Our Planet from Space: Pedagogical Implications of the DISH Earth Channel

2.50
Hdl Handle:
http://hdl.handle.net/11290/617225
Title:
Our Planet from Space: Pedagogical Implications of the DISH Earth Channel
Authors:
Wilson, Gonzalez-Espada; Jennifer, Birriel; Ignacio, Birriel
Abstract:
A new camera attached to EchoStar 11, a geostationary communications satellite, recently started sending breathtaking and near real-time images of Earth. Available on one of DISH Network’s channels, viewers can see our planet 24/7, including occasional appearances by the Sun, the Moon, Venus, and space debris. These images present an excellent opportunity to teach about the Sun-Earth-Moon system. The purpose of this article is to introduce the DISH Earth channel to science educators, to provide a teacher-tested sample lesson plan using DISH Earth channel videos, and to suggest additional topics that could be explored with this newly available resource.
Affiliation:
Morehead State University
Citation:
González-Espada, W., Birriel, J. J., & Birriel, I. (2010). Our Planet from Space: Pedagogical Implications of the DISH Earth Channel. Astronomy Education Review, 9(1), 010302.
Journal:
Astronomy Education Review
Issue Date:
2010
URI:
http://hdl.handle.net/11290/617225
Document Source:
Peer-reviewed
Language:
en_US
Type Of Resource:
Curriculum/Program Description or Report
Learning Environment:
Formal
Subjects:
n/a
Construct:
Content Knowledge; General Teaching Strategies
Content:
Sun-Earth-Moon (includes Seasons and Lunar phases)
Nation:
Canada
Appears in Collections:
Astronomy Education Research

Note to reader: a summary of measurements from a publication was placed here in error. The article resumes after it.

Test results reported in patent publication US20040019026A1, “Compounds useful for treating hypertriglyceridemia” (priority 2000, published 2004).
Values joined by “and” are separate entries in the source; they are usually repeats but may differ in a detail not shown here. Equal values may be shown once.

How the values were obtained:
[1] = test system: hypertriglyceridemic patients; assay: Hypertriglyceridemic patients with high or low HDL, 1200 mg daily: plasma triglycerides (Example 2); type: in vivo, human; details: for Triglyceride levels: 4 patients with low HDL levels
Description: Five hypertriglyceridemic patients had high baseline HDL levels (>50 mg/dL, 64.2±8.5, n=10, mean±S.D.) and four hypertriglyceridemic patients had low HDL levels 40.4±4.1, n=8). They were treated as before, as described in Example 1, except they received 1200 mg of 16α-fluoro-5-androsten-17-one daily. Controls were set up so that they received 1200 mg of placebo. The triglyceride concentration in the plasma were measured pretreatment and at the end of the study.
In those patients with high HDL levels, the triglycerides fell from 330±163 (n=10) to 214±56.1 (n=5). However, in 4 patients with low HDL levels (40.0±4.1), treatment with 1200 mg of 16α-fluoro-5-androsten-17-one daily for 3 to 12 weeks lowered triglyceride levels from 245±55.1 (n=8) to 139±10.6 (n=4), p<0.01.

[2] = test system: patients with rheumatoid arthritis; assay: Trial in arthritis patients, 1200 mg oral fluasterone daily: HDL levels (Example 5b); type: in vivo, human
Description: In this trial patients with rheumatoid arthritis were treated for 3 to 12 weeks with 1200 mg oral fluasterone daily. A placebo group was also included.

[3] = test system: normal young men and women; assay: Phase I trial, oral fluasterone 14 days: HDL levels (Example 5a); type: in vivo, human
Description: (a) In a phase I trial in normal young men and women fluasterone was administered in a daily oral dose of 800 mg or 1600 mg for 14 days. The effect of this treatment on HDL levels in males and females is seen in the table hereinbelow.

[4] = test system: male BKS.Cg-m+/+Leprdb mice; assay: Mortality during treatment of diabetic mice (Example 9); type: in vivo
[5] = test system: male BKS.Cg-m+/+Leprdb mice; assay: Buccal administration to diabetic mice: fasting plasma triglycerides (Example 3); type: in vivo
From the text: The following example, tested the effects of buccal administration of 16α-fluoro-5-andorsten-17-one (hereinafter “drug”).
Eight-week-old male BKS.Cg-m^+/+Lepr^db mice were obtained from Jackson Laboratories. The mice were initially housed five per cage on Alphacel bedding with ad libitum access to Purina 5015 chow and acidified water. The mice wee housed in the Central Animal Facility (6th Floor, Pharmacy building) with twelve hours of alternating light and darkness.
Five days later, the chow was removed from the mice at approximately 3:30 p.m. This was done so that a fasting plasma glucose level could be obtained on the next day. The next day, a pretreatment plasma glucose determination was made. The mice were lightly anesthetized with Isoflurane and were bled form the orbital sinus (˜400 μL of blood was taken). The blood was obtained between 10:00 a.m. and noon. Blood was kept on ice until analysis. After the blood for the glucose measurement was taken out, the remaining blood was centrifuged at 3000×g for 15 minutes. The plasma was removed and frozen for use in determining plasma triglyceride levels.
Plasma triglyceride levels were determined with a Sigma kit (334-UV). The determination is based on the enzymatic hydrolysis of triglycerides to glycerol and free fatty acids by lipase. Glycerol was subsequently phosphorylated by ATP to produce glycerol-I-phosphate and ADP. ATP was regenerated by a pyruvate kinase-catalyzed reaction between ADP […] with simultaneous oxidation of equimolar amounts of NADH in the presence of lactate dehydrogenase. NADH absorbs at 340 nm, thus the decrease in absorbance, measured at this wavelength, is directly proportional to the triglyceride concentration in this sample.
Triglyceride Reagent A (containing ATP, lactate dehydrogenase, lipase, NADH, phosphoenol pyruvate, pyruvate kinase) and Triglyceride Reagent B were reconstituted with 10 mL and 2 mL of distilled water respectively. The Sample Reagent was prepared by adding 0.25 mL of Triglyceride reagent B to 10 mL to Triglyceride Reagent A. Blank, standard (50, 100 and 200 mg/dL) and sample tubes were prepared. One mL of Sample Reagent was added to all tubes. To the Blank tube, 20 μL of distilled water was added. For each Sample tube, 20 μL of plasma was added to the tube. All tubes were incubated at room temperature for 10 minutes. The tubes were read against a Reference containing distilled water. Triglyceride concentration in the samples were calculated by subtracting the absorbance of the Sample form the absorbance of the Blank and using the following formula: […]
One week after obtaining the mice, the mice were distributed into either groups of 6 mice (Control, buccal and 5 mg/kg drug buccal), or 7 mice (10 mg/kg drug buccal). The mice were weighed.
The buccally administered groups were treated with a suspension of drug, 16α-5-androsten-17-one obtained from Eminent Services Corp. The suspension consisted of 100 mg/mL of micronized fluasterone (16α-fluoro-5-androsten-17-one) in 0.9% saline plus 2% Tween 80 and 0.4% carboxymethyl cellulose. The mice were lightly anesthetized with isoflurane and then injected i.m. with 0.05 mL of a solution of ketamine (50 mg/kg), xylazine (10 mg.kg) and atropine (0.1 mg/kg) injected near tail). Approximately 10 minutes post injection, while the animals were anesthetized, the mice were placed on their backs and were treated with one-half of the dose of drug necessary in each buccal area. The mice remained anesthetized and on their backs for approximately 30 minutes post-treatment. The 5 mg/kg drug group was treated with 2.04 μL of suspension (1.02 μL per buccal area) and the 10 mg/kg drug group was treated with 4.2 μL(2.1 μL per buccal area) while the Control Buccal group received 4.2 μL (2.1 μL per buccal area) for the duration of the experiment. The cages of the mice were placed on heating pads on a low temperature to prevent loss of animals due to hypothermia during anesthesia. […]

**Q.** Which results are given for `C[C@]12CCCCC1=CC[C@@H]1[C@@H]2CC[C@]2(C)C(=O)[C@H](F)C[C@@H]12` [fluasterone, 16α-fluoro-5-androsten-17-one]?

Full metadata record

DC FieldValue Language
dc.contributor.authorWilson, Gonzalez-Espadaen
dc.contributor.authorJennifer, Birrielen
dc.contributor.authorIgnacio, Birrielen
dc.date.accessioned2016-09-29T17:57:38Z-
dc.date.available2016-09-29T17:57:38Z-
dc.date.issued2010en
dc.identifier.citationGonzález-Espada, W., Birriel, J. J., & Birriel, I. (2010). Our Planet from Space: Pedagogical Implications of the DISH Earth Channel. Astronomy Education Review, 9(1), 010302.en
dc.identifier.urihttp://hdl.handle.net/11290/617225-
dc.description.abstractA new camera attached to EchoStar 11, a geostationary communications satellite, recently started sending breathtaking and near real-time images of Earth. Available on one of DISH Network’s channels, viewers can see our planet 24/7, including occasional appearances by the Sun, the Moon, Venus, and space debris. These images present an excellent opportunity to teach about the Sun-Earth-Moon system. The purpose of this article is to introduce the DISH Earth channel to science educators, to provide a teacher-tested sample lesson plan using DISH Earth channel videos, and to suggest additional topics that could be explored with this newly available resource.en
dc.description.provenanceSubmitted by Coty Tatge (coty@caperteam.com) on 2016-07-18T22:10:19Z No. of bitstreams: 1 GONZALEZESPADAwilson-et-al_2010_AER.pdf: 616723 bytes, checksum: 88afda28692594794cbf7abb89333bc8 (MD5)en
dc.description.provenanceApproved for entry into archive by Stephanie Slater (stephanie@caperteam.com) on 2016-09-29T17:57:38Z (GMT) No. of bitstreams: 1 GONZALEZESPADAwilson-et-al_2010_AER.pdf: 616723 bytes, checksum: 88afda28692594794cbf7abb89333bc8 (MD5)en
dc.description.provenanceMade available in DSpace on 2016-09-29T17:57:38Z (GMT). No. of bitstreams: 1 GONZALEZESPADAwilson-et-al_2010_AER.pdf: 616723 bytes, checksum: 88afda28692594794cbf7abb89333bc8 (MD5) Previous issue date: 2010en
dc.language.isoen_USen
dc.titleOur Planet from Space: Pedagogical Implications of the DISH Earth Channelen
dc.typePeer-revieweden
dc.contributor.departmentMorehead State Universityen
dc.identifier.journalAstronomy Education Reviewen
dc.type.resourceCurriculum/Program Description or Reporten
dc.istar.learningenvironmentFormalen
dc.istar.constructContent Knowledgeen
dc.istar.constructGeneral Teaching Strategiesen
dc.istar.contentSun-Earth-Moon (includes Seasons and Lunar phases)en
dc.istar.nationCanadaen
dc.istar.subjectn/aen
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